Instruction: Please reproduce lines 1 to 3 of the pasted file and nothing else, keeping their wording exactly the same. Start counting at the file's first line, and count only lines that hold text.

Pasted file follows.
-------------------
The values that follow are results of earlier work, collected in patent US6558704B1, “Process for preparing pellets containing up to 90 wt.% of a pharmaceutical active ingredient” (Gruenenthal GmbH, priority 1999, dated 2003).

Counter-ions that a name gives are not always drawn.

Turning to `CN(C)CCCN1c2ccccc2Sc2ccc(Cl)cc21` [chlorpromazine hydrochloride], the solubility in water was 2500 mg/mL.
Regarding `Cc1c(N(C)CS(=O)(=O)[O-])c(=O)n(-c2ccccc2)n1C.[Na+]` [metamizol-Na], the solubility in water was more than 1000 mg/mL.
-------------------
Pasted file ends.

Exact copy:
The values that follow are results of earlier work, collected in patent US6558704B1, “Process for preparing pellets containing up to 90 wt.% of a pharmaceutical active ingredient” (Gruenenthal GmbH, priority 1999, dated 2003).

Counter-ions that a name gives are not always drawn.

Turning to `CN(C)CCCN1c2ccccc2Sc2ccc(Cl)cc21` [chlorpromazine hydrochloride], the solubility in water was 2500 mg/mL.